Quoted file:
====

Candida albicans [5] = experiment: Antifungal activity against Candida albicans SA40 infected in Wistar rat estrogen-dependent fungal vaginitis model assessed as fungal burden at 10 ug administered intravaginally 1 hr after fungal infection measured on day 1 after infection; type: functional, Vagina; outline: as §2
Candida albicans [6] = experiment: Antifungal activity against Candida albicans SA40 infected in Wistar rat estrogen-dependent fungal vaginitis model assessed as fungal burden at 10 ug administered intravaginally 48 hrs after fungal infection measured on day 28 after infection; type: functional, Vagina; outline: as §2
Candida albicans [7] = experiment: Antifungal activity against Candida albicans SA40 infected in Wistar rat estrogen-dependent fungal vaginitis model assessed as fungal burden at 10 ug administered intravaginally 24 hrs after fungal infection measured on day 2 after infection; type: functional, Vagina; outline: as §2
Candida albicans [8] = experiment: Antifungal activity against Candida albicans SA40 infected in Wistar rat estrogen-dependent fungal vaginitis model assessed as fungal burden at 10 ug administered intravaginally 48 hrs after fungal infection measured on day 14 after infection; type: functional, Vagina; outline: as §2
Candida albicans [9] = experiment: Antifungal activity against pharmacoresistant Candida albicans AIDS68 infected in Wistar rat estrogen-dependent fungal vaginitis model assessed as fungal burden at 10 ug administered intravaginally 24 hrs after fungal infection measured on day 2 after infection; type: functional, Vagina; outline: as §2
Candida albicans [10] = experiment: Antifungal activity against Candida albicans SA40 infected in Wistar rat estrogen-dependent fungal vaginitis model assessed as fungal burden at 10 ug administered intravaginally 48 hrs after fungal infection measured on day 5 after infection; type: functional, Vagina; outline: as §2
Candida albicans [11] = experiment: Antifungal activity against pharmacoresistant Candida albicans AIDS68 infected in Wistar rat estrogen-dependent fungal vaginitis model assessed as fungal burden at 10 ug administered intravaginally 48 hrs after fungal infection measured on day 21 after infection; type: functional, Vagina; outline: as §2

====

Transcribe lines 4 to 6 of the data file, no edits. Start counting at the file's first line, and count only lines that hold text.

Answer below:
Candida albicans [8] = experiment: Antifungal activity against Candida albicans SA40 infected in Wistar rat estrogen-dependent fungal vaginitis model assessed as fungal burden at 10 ug administered intravaginally 48 hrs after fungal infection measured on day 14 after infection; type: functional, Vagina; outline: as §2
Candida albicans [9] = experiment: Antifungal activity against pharmacoresistant Candida albicans AIDS68 infected in Wistar rat estrogen-dependent fungal vaginitis model assessed as fungal burden at 10 ug administered intravaginally 24 hrs after fungal infection measured on day 2 after infection; type: functional, Vagina; outline: as §2
Candida albicans [10] = experiment: Antifungal activity against Candida albicans SA40 infected in Wistar rat estrogen-dependent fungal vaginitis model assessed as fungal burden at 10 ug administered intravaginally 48 hrs after fungal infection measured on day 5 after infection; type: functional, Vagina; outline: as §2